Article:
Happy Thanksgiving! Iowa City farmer, Susan Young, shared her knowledge of turkey farming with elementary students through a FarmChat® live Facebook event.
November is Thanksgiving, so Linn County Farm Bureau Education Outreach and Iowa State University Extension and Outreach-Linn County partnered to host a live virtual field trip from a small-diversified turkey farm on November 13, 2017. Students met Susan Young, owner of Lucky Star Farm.
This event was a time for teachers and students to checkout FarmChat® and experience a taste of agriculture. The program is a perfect complement to elementary life science standards and STEM learning.
The live Facebook FarmChat® was designed for K-5 students, but the event was open to anyone who wanted to learn about turkeys and Iowa agriculture! Susan Young is a former teacher and a current Johnson County 4-H leader who is passionate about agriculture. Susan and her family manage 100 chickens, 14 turkeys, goats and a llama.
It turned out to be a great afternoon in the field despite the morning fog. Beginning at 2:00 p.m., we introduced all parties and began with a brief background of Susan and her farm before she jumped in with how she cares for the turkeys.
“Cool topic! My students enjoyed seeing and learning all about turkeys so close to Thanksgiving,” said a local teacher.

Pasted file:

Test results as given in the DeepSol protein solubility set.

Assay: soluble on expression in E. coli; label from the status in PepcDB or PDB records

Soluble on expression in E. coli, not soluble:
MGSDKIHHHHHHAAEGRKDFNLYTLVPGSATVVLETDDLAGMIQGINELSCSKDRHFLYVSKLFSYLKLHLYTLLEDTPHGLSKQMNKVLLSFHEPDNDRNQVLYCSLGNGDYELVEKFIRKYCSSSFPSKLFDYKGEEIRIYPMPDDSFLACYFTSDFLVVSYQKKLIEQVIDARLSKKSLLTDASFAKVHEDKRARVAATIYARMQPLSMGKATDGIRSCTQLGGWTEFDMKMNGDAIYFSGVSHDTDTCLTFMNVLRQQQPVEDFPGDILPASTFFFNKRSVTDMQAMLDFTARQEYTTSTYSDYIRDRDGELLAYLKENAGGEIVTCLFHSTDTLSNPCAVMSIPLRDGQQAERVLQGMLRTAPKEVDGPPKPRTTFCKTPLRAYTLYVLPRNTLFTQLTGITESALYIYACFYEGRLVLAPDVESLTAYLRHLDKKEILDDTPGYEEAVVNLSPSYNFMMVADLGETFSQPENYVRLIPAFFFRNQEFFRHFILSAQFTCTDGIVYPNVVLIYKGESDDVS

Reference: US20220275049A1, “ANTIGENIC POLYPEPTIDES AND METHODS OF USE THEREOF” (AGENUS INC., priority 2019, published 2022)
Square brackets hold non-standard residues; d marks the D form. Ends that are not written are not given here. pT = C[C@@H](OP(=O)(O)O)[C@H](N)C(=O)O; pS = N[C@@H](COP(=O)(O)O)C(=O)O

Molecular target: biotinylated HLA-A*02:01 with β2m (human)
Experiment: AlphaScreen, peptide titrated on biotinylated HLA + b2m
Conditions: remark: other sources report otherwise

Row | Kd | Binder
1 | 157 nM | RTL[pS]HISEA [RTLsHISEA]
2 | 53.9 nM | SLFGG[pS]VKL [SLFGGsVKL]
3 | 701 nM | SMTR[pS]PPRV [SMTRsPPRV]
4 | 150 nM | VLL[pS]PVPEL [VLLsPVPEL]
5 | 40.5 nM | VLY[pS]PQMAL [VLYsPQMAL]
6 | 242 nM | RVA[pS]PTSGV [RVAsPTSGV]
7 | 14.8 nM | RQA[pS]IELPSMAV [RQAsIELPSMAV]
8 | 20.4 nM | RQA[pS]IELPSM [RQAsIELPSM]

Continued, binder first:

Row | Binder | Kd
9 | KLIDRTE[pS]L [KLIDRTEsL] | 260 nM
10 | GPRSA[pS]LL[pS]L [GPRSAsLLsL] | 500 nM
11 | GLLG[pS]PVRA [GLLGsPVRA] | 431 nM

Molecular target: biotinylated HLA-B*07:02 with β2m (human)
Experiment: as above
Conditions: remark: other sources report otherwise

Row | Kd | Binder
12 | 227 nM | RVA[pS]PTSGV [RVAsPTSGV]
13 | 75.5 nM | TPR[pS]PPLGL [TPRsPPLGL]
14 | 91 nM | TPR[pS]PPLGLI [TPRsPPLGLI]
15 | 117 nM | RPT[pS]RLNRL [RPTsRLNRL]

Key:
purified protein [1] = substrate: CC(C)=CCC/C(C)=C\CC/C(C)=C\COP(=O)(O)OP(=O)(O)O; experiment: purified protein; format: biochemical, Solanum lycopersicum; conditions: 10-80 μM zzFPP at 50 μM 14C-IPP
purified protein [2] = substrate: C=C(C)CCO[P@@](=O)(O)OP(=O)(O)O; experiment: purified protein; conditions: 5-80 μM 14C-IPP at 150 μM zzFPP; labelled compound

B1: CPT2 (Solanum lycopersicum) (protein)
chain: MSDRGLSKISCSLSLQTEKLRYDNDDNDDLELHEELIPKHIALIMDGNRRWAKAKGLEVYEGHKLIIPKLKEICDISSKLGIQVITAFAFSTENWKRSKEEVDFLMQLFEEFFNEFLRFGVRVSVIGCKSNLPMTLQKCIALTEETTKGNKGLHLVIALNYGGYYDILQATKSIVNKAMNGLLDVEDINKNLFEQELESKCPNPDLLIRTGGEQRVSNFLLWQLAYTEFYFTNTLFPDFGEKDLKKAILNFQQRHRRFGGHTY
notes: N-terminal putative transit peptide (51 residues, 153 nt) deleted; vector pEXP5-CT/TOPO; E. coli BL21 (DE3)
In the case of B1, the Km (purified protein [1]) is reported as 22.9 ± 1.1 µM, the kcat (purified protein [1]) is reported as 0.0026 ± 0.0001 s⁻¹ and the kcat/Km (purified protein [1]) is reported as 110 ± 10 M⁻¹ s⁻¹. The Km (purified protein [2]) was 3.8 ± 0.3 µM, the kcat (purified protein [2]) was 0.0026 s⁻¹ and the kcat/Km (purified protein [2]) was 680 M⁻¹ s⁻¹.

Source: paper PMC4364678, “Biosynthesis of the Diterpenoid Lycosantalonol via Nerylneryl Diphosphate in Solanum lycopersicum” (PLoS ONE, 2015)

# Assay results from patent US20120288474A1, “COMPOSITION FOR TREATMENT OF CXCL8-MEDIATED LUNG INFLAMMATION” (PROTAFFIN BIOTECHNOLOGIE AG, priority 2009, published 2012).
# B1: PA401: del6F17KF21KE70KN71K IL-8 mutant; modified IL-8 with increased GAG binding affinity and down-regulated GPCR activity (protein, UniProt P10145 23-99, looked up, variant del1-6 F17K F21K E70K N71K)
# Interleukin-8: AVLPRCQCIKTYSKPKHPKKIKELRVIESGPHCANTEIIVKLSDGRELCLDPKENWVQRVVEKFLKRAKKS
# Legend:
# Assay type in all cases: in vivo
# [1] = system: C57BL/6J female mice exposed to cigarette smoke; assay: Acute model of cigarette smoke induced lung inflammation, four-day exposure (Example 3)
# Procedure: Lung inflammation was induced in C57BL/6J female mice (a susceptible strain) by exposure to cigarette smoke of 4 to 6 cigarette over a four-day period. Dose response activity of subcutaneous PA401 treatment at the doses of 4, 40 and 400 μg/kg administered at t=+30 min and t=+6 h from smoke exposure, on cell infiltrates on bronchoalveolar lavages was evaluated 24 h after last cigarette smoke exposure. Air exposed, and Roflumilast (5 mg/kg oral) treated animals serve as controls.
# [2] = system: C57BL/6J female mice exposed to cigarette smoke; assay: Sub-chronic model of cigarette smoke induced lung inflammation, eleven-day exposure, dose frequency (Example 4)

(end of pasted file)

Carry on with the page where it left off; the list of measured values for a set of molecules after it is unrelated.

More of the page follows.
Linn County Farm Bureau Education Outreach and Iowa State University Extension and Outreach-Linn County will continue to offer this unique and real-world curriculum opportunity to other schools. Do you have topic in mind? Want us to come to your classroom? Email firstname.lastname@example.org.
Link to turkey FarmChat®: https://www.facebook.com/LinnCoAg/videos/367016983726753/
1. Male turkey is called a tom
2. Female turkey is called a hen
3. A baby turkey is called a poult
4. A group of turkeys is called a flock
5. Turkeys are actually living dinosaurs- they are closely related to Apatosaurus, Tyrannosaurus, and Velociraptor.
6. Most domesticated turkeys are broad-breasted white turkeys.
7. Farm sizes vary from 5-20,000+.
8. Full grown toms can weigh more than 45 pounds.
9. Turkeys eat soybeans and corn.
10. Turkeys have a wattle under their beak and a snood on top.